Syrian government forces on Sunday recaptured the ancient city of Palmyra from ISIS nearly a year after the 2,000-year-old site came under militant control.
On Monday, officials and archaeologists rushed to the city to assess the damage left by militants. In the first survey since the UNESCO world heritage site was retaken by the Syrian army, experts were surprised to find much of the city remains intact.
But damage does exist. A massive explosion last fall destroyed the Temple of Bel, considered one of the most important religious buildings of its period in the Middle East.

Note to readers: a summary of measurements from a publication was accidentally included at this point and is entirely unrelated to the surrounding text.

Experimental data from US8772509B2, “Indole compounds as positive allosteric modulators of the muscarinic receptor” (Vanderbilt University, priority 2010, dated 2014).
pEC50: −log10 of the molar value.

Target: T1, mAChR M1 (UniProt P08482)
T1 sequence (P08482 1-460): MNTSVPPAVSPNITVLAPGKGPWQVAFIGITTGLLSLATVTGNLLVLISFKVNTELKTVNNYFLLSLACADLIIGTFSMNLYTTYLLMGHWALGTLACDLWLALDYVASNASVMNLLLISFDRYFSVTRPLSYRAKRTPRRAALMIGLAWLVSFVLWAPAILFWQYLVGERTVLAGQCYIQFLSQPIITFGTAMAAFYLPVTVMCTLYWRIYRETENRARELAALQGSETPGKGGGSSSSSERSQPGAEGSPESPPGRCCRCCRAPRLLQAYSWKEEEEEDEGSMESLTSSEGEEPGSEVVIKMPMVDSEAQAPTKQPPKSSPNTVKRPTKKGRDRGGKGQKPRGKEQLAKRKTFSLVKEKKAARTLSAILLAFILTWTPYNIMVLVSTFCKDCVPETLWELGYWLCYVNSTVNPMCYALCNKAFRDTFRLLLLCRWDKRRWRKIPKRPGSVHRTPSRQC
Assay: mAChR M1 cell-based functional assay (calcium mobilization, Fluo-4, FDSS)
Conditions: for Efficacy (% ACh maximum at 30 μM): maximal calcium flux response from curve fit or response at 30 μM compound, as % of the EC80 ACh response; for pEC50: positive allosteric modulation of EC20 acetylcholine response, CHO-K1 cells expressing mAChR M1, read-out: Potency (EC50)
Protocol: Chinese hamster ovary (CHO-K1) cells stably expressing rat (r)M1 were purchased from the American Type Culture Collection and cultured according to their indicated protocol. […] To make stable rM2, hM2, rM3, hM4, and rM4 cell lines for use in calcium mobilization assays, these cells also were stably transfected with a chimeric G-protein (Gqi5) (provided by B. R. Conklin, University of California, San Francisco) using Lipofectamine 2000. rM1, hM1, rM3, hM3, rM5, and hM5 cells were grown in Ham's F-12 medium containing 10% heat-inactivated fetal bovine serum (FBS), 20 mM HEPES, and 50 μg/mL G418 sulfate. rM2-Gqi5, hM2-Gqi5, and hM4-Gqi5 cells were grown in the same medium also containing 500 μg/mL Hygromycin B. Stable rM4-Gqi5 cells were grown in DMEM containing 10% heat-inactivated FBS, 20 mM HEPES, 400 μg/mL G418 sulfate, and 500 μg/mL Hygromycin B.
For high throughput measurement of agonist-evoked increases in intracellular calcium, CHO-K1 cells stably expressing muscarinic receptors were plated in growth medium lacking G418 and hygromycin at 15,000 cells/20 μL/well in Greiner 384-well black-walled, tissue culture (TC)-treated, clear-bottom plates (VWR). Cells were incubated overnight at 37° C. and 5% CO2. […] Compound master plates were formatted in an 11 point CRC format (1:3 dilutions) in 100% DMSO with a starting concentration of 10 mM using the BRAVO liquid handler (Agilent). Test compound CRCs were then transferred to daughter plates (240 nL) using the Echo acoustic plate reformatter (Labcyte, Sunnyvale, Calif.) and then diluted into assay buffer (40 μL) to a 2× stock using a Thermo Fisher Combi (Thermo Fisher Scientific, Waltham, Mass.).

Militants also last fall blew up the Arch of Triumph, which a UNESCO official at the time described as a "war crime."
Still, Monday's findings gave hope to preservationists.
"The straight street, the baths, the fences of the two temples...There is damage, yes, but the panoramic view that tourists know of Palmyra remains,” Abdelkarim told the Times.
The ancient city, which is northeast of Damascus, reached its height in the first and second centuries BCE. Its architecture and art combined styles of the Greek, Roman, Persian, and local traditions.
The site grew from a caravan oasis to a great city and important trade stop. Rediscovery of its ruins in the 17th and 18th centuries inspired architecture revivals in the Western world, and earned it a UNESCO heritage site designation.